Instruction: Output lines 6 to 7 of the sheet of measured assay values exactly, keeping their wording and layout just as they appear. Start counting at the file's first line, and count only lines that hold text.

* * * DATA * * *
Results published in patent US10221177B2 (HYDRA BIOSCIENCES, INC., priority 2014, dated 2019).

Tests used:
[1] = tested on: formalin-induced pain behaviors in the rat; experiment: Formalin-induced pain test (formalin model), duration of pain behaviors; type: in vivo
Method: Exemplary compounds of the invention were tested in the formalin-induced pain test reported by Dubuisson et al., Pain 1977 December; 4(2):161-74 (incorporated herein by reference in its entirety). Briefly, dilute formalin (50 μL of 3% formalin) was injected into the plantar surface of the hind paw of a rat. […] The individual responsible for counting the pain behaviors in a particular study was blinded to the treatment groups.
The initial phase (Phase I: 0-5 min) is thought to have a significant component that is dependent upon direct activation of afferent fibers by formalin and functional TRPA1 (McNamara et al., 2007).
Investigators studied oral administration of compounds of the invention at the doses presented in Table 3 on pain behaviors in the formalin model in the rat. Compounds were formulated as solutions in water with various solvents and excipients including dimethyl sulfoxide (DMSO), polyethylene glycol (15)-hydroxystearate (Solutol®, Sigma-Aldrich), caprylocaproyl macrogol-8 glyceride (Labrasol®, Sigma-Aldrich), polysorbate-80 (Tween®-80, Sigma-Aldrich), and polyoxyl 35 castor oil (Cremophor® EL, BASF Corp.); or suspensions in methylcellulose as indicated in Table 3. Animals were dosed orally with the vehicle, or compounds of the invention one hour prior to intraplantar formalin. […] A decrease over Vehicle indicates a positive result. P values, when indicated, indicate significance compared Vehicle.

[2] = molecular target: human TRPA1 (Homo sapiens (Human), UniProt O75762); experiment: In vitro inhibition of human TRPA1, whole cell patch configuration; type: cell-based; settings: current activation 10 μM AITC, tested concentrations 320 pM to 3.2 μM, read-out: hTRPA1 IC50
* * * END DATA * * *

Investigators studied oral administration of compounds of the invention at the doses presented in Table 3 on pain behaviors in the formalin model in the rat. Compounds were formulated as solutions in water with various solvents and excipients including dimethyl sulfoxide (DMSO), polyethylene glycol (15)-hydroxystearate (Solutol®, Sigma-Aldrich), caprylocaproyl macrogol-8 glyceride (Labrasol®, Sigma-Aldrich), polysorbate-80 (Tween®-80, Sigma-Aldrich), and polyoxyl 35 castor oil (Cremophor® EL, BASF Corp.); or suspensions in methylcellulose as indicated in Table 3. Animals were dosed orally with the vehicle, or compounds of the invention one hour prior to intraplantar formalin. […] A decrease over Vehicle indicates a positive result. P values, when indicated, indicate significance compared Vehicle.

[2] = molecular target: human TRPA1 (Homo sapiens (Human), UniProt O75762); experiment: In vitro inhibition of human TRPA1, whole cell patch configuration; type: cell-based; settings: current activation 10 μM AITC, tested concentrations 320 pM to 3.2 μM, read-out: hTRPA1 IC50